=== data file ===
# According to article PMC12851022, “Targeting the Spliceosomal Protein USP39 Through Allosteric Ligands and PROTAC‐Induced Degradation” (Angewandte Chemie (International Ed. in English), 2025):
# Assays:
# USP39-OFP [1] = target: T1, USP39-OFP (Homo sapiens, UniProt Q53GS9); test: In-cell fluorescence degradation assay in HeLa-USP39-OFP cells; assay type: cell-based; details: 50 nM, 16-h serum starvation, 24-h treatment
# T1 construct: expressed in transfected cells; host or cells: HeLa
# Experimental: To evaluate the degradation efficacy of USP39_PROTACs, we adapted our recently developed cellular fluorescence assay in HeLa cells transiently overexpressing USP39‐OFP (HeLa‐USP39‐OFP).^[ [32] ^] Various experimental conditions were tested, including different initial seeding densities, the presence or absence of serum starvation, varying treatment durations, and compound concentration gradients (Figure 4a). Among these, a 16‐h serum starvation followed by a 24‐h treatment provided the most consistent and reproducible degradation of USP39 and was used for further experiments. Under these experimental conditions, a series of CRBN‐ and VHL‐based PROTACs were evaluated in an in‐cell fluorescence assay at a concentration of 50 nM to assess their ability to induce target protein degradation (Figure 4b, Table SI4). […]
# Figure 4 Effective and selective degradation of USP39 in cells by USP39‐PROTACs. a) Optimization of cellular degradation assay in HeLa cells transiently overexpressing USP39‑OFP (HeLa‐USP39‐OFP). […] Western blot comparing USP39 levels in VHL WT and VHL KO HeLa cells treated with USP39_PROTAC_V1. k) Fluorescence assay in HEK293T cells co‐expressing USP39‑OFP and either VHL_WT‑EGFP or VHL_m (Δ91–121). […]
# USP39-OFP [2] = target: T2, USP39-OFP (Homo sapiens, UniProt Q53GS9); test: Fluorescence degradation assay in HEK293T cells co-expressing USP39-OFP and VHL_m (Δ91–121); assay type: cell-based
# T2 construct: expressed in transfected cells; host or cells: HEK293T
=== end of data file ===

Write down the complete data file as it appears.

# According to article PMC12851022, “Targeting the Spliceosomal Protein USP39 Through Allosteric Ligands and PROTAC‐Induced Degradation” (Angewandte Chemie (International Ed. in English), 2025):
# Assays:
# USP39-OFP [1] = target: T1, USP39-OFP (Homo sapiens, UniProt Q53GS9); test: In-cell fluorescence degradation assay in HeLa-USP39-OFP cells; assay type: cell-based; details: 50 nM, 16-h serum starvation, 24-h treatment
# T1 construct: expressed in transfected cells; host or cells: HeLa
# Experimental: To evaluate the degradation efficacy of USP39_PROTACs, we adapted our recently developed cellular fluorescence assay in HeLa cells transiently overexpressing USP39‐OFP (HeLa‐USP39‐OFP).^[ [32] ^] Various experimental conditions were tested, including different initial seeding densities, the presence or absence of serum starvation, varying treatment durations, and compound concentration gradients (Figure 4a). Among these, a 16‐h serum starvation followed by a 24‐h treatment provided the most consistent and reproducible degradation of USP39 and was used for further experiments. Under these experimental conditions, a series of CRBN‐ and VHL‐based PROTACs were evaluated in an in‐cell fluorescence assay at a concentration of 50 nM to assess their ability to induce target protein degradation (Figure 4b, Table SI4). […]
# Figure 4 Effective and selective degradation of USP39 in cells by USP39‐PROTACs. a) Optimization of cellular degradation assay in HeLa cells transiently overexpressing USP39‑OFP (HeLa‐USP39‐OFP). […] Western blot comparing USP39 levels in VHL WT and VHL KO HeLa cells treated with USP39_PROTAC_V1. k) Fluorescence assay in HEK293T cells co‐expressing USP39‑OFP and either VHL_WT‑EGFP or VHL_m (Δ91–121). […]
# USP39-OFP [2] = target: T2, USP39-OFP (Homo sapiens, UniProt Q53GS9); test: Fluorescence degradation assay in HEK293T cells co-expressing USP39-OFP and VHL_m (Δ91–121); assay type: cell-based
# T2 construct: expressed in transfected cells; host or cells: HEK293T